Newspaper article The Christian Science Monitor

Supreme Court Remodels Wall Separating Church and State

Newspaper article The Christian Science Monitor

Supreme Court Remodels Wall Separating Church and State

Article excerpt

The US Supreme Court has just pried a few large bricks out of the wall separating church and state.

In a major decision announced yesterday upholding government aid to parochial schools in Louisiana, the nation's highest court endorsed the idea that taxpayer money may - under certain circumstances - be spent to provide instructional materials to private, religious schools.

In a 6-to-3 decision, the court decided that federal aid may be given to parochial schools when the distribution is made on a neutral, per-pupil basis to students in all schools in a school district, both public and private.

The decision is viewed as good news by supporters of school- voucher programs, who were watching the case for an indication of how the court might vote on that issue.

In general, the decision marks the continuation of a gradual shift in the high court's approach to the church-state divide. The majority has been more willing than prior courts to treat parochial schools on a more equal and even-handed basis with public schools.

The court appears to be adhering to a strict church-state stance in school-prayer cases. Last week, the justices ruled that student- led prayer at high school football games violates the Constitution by creating the appearance of a state preference for a particular faith.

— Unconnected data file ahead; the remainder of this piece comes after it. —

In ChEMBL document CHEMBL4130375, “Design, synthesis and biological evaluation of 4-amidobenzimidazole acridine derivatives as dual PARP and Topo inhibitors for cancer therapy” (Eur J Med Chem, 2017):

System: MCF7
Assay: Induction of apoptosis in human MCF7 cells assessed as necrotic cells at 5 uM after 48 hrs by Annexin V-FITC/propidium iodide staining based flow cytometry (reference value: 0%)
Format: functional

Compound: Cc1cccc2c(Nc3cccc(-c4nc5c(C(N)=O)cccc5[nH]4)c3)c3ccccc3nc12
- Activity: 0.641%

But in other areas of church-state jurisprudence, the court appears to be moving in a new direction based on the concept of government neutrality toward religion, rather than a hands-off approach that some critics say amounts to hostility toward religion.

In the context of aid to parochial schools, the majority saw no reason why students attending religious schools shouldn't qualify for the same per capita federal aid as those attending secular private and public schools.

"If the religious, irreligious, and areligious are all alike eligible for governmental aid, no one would conclude that any indoctrination that any particular recipient conducts has been done at the behest of the government," writes Justice Clarence Thomas. …

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